Nil long-term bicycle bays

 

The applicant has requested that a cash-in-lieu condition not be imposed.

Outdoor Living Area

Deemed-to-Comply Standard

Proposal

5.3.1 Outdoor Living Areas

 

C1.1   An Outdoor living area to be provided:

-      With at least two thirds of the required area without permanent roof cover

 

 

Entire outdoor living area (roof top terrace) is covered.

 

The above element of the proposal does not meet the specified deemed-to-comply standards and is discussed in the Comments section below.

Consultation/Advertising:

The application was advertised for a period of 14 days between 3 October 2018 and 16 October 2018 by means of letters being sent to surrounding neighbours. The City received one objection to the proposal. The concerns are summarised below:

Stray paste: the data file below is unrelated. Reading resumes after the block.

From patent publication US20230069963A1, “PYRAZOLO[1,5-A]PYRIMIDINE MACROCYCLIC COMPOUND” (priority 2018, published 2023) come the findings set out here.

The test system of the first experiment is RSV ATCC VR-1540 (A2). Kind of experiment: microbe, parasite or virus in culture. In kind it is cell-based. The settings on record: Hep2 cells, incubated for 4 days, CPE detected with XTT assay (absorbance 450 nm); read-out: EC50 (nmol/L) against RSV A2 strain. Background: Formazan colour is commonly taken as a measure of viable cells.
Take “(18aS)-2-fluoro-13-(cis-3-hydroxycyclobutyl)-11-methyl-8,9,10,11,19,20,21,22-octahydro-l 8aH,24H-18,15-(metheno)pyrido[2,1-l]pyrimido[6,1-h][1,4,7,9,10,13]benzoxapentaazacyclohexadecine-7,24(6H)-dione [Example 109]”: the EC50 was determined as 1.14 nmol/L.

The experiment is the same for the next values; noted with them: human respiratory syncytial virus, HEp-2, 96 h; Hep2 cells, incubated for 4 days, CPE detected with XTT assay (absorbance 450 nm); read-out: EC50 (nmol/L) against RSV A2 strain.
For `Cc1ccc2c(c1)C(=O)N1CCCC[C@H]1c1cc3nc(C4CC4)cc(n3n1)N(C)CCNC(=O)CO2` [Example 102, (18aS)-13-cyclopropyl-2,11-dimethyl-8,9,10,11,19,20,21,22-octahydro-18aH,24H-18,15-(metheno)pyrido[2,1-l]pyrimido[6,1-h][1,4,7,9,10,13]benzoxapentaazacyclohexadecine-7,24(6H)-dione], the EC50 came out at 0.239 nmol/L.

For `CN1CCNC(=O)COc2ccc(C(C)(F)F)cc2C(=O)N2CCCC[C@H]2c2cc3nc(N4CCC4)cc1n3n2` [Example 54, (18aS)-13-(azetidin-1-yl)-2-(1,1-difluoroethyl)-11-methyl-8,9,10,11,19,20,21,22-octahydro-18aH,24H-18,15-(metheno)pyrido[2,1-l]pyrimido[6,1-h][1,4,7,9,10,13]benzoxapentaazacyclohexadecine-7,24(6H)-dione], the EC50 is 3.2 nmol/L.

·       Overshadowing as a result of the building height; and

·       Potential for damage to dividing fences.

 

A summary of the submission with Administration’s and the applicant’s response can be found in Attachment 7 and Attachment 8, respectively.

Design Review Panel (DRP):

Referred to DRP:            Yes

 

Given the site is on the City’s Municipal Heritage Inventory (MHI), the application was referred to the DRP for specific comments on the impact on the cultural significance of the site. The comments provided by the DRP can be summarised as follows:

 

·       It is considered that the new addition would have no significant impact on the sightline of the existing building when viewed from Vincent Street;

·       The proposal only involves minor alterations to the original fabric of the building and it is noted that the original western elevation will be retained and concealed behind a new wall; and

·       The contemporary style of the additions is supported as the new materials and finishes are distinguishable from the old building and assists in the discernment of the evolution of the place.

Legal/Policy:

·       Planning and Development Act 2005;